0
$\begingroup$

I am reading a paper, and it is said "state observationprobability densities were single mixture Gaussian observation densities". My question is: Isn't a single mixture gaussian the same that a regular 1-D gaussian?

$\endgroup$
  • 1
    $\begingroup$ I single mixture sounds to me like a mixture of two different Gaussian distributions which may not look like a single Gaussian distribution at all. It is likely to be bimodal. The existence of a mean and covariance matrix can happen with a mixture distribution without it being a single Gaussian distribution. $\endgroup$ – Michael R. Chernick Aug 14 '17 at 16:47
1
$\begingroup$

Single mixture gaussian does not seem to be an accepted term, but it is probably equivalent to a regular gaussian distribution, either univariate or multivariate (more context is needed to tell which).

Without knowing which paper you are talking about, I would guess that the authors modeled state observation distribution as a single gaussian, but wanted to hint that the model could be generalized to a gaussian mixture with $n > 1$ components, even though they did not do so.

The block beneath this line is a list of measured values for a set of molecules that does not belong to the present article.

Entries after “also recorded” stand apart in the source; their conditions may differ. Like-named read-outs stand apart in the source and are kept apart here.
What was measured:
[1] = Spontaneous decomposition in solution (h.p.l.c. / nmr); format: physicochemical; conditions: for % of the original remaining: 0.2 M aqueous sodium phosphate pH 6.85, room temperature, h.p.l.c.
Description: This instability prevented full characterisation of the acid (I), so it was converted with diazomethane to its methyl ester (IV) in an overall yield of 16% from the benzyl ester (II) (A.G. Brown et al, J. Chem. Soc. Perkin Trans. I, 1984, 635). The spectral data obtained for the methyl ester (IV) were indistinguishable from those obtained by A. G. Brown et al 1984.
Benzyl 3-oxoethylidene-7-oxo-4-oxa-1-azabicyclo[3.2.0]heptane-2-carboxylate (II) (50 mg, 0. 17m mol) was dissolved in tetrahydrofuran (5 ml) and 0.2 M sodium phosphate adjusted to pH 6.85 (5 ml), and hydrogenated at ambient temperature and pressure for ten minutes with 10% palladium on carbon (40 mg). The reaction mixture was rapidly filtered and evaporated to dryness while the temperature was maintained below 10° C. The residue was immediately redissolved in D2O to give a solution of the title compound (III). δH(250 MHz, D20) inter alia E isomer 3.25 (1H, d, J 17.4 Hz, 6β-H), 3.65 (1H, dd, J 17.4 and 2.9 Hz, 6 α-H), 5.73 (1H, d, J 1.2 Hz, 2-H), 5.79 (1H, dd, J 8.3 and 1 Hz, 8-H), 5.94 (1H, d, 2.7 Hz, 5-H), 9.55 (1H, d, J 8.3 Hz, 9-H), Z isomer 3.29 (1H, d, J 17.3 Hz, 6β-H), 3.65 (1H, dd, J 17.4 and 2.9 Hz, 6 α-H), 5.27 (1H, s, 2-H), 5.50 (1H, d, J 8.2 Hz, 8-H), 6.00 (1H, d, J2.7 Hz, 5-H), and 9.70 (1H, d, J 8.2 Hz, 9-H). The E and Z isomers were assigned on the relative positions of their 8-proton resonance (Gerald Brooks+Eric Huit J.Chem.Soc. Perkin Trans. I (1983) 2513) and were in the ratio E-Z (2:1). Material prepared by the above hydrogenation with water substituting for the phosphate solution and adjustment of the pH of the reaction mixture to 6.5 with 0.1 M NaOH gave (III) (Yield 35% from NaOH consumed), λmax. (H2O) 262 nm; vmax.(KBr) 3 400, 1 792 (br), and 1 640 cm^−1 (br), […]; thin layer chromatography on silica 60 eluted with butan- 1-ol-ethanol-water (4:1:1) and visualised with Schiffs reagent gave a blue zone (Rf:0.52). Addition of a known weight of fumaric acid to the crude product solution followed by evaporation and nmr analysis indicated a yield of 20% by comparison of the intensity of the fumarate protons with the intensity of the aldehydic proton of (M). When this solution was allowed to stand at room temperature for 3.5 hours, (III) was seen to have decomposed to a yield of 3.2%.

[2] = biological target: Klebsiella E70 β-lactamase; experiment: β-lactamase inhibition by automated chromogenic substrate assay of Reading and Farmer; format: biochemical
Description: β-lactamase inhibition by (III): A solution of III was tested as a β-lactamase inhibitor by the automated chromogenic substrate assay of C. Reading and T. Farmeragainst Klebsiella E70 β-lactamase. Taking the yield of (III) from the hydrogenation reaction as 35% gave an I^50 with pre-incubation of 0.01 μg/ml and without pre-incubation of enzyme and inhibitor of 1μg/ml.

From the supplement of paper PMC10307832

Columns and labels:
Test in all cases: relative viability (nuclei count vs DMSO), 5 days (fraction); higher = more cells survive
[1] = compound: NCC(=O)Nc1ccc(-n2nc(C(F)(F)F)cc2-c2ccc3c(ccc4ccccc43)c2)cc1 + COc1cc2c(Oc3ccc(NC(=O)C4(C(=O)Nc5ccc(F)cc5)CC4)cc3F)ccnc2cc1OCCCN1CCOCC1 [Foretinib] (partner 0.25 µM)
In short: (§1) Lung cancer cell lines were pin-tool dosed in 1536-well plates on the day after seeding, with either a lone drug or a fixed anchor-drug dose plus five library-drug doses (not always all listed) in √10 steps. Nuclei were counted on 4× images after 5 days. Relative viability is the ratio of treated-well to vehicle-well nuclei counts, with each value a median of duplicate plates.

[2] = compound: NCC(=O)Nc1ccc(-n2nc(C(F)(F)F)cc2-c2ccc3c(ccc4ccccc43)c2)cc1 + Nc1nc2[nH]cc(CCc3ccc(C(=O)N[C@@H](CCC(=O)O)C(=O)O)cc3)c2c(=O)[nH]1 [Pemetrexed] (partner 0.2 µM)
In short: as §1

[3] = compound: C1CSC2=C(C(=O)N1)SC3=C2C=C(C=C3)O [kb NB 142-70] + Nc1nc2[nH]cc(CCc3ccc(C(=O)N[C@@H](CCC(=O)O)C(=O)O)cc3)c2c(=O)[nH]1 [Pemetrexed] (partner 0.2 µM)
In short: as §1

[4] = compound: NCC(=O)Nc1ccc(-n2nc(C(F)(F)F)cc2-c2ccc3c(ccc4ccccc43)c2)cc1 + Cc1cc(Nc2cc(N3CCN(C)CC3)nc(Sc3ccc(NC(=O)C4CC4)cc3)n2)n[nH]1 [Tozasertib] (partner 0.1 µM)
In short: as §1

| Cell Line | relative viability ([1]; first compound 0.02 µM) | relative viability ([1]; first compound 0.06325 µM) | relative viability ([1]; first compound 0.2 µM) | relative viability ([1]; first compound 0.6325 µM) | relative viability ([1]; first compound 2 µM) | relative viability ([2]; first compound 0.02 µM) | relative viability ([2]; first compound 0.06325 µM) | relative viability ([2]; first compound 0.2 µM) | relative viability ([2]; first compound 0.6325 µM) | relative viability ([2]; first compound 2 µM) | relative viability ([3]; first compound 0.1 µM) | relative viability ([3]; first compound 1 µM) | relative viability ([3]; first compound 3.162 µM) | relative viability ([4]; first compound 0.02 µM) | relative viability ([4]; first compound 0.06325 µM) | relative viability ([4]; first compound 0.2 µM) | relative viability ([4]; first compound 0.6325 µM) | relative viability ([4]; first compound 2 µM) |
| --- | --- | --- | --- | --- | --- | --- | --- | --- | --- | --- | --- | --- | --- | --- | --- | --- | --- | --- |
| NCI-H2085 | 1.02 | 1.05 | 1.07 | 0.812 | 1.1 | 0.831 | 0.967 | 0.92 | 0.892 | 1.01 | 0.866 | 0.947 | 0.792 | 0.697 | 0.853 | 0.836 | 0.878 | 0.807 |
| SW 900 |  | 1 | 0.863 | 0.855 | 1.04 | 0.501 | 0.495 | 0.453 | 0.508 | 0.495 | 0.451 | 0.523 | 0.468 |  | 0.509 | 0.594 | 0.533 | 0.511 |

edit: paper is here

After reading the context in the paper, I am more confident that the authors intended single mixture gaussian to just mean a normal gaussian distribution, as they talk about a single mean and covariance matrix.

$\endgroup$
  • $\begingroup$ Thanks! But isn't the author talking here about a multivariate gaussian with every dimension being the dimension of the feature vector (in this case, 6 AR coefficients and RMS, so dimension 7)? $\endgroup$ – Moltimor Aug 14 '17 at 20:31

Your Answer

By clicking “Post Your Answer”, you agree to our terms of service, privacy policy and cookie policy

Not the answer you're looking for? Browse other questions tagged or ask your own question.